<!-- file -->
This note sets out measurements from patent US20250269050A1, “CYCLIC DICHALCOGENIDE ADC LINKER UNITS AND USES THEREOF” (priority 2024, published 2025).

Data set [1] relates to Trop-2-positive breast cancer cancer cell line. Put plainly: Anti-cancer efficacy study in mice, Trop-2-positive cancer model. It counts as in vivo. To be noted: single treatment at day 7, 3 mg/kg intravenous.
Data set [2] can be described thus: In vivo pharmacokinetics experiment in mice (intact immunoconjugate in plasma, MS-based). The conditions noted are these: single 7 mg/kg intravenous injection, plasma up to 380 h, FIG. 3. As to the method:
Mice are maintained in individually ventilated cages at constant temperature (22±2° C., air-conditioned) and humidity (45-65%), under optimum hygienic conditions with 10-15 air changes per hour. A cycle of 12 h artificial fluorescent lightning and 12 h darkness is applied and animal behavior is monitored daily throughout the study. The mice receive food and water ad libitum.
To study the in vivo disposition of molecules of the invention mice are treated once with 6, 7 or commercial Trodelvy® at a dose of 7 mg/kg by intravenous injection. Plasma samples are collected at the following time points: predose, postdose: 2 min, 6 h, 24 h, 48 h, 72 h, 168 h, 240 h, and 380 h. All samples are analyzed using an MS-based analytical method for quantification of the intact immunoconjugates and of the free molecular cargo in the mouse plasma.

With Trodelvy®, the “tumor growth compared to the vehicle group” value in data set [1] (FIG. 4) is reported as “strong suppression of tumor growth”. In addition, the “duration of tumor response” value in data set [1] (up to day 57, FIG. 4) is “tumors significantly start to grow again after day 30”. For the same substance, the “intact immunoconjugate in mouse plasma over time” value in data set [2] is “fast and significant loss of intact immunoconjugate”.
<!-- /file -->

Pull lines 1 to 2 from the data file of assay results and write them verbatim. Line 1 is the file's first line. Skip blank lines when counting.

This note sets out measurements from patent US20250269050A1, “CYCLIC DICHALCOGENIDE ADC LINKER UNITS AND USES THEREOF” (priority 2024, published 2025).

Data set [1] relates to Trop-2-positive breast cancer cancer cell line. Put plainly: Anti-cancer efficacy study in mice, Trop-2-positive cancer model. It counts as in vivo. To be noted: single treatment at day 7, 3 mg/kg intravenous.